Plus de 2 650 réfugiés ont franchi la frontière cette semaine, après avoir fui de nouvelles violences dans la province de l’Ituri en RDC. C’est cinq fois le nombre habituel d’arrivants et la plupart sont des femmes et des enfants.


    http://www.unhcr.org/fr/news/briefing/2017/12/5a3d361da/rdc-nouvelles-violences-generent-deplacements-vers-louganda.html
    #réfugiés_congolais #réfugiés #asile #migrations #république_démocratique_du_congo



  • Living with violence in the DR Congo - BBC News
    http://www.bbc.com/news/in-pictures-41346859

    Since last October, the Democratic Republic of Congo’s Kasai region has been wracked by violence, leading to the deaths of many civilians.

    These fatalities are the result of clashes between the army and a government-backed militia known as the Bana Mura, and a rebel group called Kamuina Nsapu.

    Many villages have been burned down and it is estimated that more than a million people have been displaced in the region in the past year.

    Photographer John Wessels travelled to the region and met those who have been caught up in the fighting.

    #rdc #ongo_kinshasa #kivu #témoignages #réfugiés #déplacés #migrations


  • Joseph Kabila’s special relationship with South Africa
    http://africasacountry.com/2017/08/joseph-kabilas-special-relationship-with-south-africa

    On June 25 this year, president Joseph Kabila travelled to Pretoria for the annual bi-national council between the Democratic Republic of Congo and South Africa (basically a regular cabinet-level meeting between two countries). Kabila is known for rarely leaving the country (aka his presidential residence). Some argue that it is due to fears surrounding his unpopularity for overstaying his presidential mandate,…


  • 850,000 children displaced by violence in Democratic Republic of the Congo’s volatile Kasaï region

    More than 1 million people have been forced from their homes by waves of violent conflict in the Greater Kasaï region of the Democratic republic of Congo (DRC) – making the region one of the largest displacement crises in the world for children, UNICEF said today.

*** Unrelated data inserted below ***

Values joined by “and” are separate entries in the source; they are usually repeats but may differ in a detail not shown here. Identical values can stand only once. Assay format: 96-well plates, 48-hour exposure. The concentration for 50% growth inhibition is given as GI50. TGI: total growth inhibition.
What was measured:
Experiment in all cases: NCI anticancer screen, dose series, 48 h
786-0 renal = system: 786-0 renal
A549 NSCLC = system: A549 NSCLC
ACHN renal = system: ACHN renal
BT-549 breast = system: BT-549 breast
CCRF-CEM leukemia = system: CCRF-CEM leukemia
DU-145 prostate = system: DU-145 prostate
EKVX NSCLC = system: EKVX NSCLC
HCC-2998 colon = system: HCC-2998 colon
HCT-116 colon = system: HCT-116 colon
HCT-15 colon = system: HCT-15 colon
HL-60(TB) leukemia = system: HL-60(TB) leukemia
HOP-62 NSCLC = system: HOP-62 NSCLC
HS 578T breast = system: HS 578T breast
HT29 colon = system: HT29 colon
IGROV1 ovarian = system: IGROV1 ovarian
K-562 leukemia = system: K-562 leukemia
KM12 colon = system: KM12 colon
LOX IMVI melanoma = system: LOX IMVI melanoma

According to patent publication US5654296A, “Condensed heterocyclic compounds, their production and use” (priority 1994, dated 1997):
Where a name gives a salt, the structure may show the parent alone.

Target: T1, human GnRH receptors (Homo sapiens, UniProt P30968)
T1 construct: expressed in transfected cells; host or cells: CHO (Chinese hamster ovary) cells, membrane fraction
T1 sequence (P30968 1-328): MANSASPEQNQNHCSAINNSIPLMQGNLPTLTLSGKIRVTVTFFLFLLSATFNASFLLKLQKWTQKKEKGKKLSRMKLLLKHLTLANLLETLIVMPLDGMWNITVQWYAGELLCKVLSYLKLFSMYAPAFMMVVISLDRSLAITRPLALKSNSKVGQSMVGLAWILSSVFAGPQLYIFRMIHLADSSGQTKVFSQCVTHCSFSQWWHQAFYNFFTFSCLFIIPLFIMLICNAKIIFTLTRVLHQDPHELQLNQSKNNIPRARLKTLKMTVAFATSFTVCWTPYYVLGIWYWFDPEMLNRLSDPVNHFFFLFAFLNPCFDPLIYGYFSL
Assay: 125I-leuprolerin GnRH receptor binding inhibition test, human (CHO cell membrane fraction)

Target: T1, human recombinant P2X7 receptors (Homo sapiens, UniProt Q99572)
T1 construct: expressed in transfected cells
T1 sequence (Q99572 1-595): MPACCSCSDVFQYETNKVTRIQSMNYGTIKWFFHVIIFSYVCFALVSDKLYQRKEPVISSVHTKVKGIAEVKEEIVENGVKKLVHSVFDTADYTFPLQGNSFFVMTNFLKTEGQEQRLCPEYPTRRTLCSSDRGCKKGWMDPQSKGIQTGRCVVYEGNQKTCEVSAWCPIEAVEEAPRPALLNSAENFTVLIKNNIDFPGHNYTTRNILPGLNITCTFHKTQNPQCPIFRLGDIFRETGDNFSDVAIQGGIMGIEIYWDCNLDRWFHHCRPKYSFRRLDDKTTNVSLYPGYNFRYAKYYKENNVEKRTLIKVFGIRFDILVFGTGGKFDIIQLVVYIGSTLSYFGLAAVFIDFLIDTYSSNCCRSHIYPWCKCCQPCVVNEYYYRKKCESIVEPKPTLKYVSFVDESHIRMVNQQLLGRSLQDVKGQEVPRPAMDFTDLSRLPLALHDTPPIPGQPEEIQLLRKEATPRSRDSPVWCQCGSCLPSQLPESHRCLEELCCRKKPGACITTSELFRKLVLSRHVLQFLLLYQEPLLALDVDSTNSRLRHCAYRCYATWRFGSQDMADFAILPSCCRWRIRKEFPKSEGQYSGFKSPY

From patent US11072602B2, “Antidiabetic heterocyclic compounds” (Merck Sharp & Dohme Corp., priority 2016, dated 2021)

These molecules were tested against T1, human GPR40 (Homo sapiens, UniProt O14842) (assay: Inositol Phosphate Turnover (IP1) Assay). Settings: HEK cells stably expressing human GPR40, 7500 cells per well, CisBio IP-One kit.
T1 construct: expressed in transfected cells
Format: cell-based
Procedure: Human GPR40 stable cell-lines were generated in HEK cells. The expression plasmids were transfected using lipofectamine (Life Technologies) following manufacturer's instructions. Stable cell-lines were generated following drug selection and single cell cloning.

https://www.unicef.org/media/media_98540.html
    #IDPs #déplacés_internes #asile #migrations #réfugiés #RDC #Congo #République_démocratique_du_congo #Kasaï #enfants #enfance #mineurs


  • Inside Congo’s Fast-Growing Displacement Crisis

    Congo has the most internally displaced people in Africa. In Tanganyika province, their number is rapidly expanding amid militia fighting. Yet the government insists the area is peaceful and is forcing displaced people home, William Clowes reports for IRIN News.


    https://www.newsdeeply.com/refugees/articles/2017/07/18/inside-congos-fast-growing-displacement-crisis
    #RDC #Congo #réfugiés #asile #migrations #IDPs #déplacés_internes


  • My favorite images: Magee McIlvaine
    http://africasacountry.com/2017/07/my-favorite-images-magee-mcilvaine

    My photographic work is and always has been deeply personal to me. The majority of my childhood was spent in Tanzania, Kenya, Zambia, and the Democratic Republic of Congo. I grew to be comfortable with being marked as different, whether in Lusaka or in Washington D.C., and found hip hop as a point of common ground, as a way…


  • Vom Profit mit der Not

    Weltweit sind rund 65 Millionen Menschen auf der Flucht. Es gibt so viele Flüchtlingslager wie nie zuvor. Eigentlich als Provisorien gedacht, sind viele Camps heute Dauereinrichtungen. Ein neues Geschäftsfeld ist entstanden, ein Geschäftsfeld, das private Unternehmen für sich zu nutzen wissen.

    https://www.srf.ch/play/tv/dok/video/vom-profit-mit-der-not?id=03b022a4-9627-48d9-90b1-bf04ed1b5069

    #camps_de_réfugiés #asile #migrations #réfugiés #profit #économie #privatisation #marché #business #vidéo #film #documentaire #technologie #ONU #nations_unies #ikea #biométrie #surveillance #HCR #UNHCR #Jordanie #IrisGuard #supermarchés #données #terrorisme #Dadaab #liberté_de_mouvement #liberté_de_circulation #apatridie #Kenya #réfugiés_somaliens #accord_UE-Turquie #Turquie #Poseidon #Frontex #Grèce #Lesbos #Moria #hotspots

    Les conseillers de #IrisGuard :
    #Richard_Dearlove : https://fr.wikipedia.org/wiki/Richard_Dearlove (il a travailler pour les #services_secrets britanniques)
    #Frances_Townsend : https://en.wikipedia.org/wiki/Frances_Townsend (conseillère de #Georges_Bush)

    L’entreprise IrisGuard a son siège aux #îles_Caïmans #Cayman_Islands (#paradis_fiscaux)

    #G4S assure la protection des travailleurs humanitaires à Dadaad... L’ONU a dépensé, selon ce documentaire, 23 mio de USD pour la protection de ses employés, le 2ème plus haut poste de dépenses après l’eau potable...

    • Market Forces: the development of the EU security-industrial complex

      While the European Union project has faltered in recent years, afflicted by the fall-out of the economic crisis, the rise of anti-EU parties and the Brexit vote, there is one area where it has not only continued apace but made significant advances: Europe’s security policies have not only gained political support from across its Member States but growing budgets and resources too.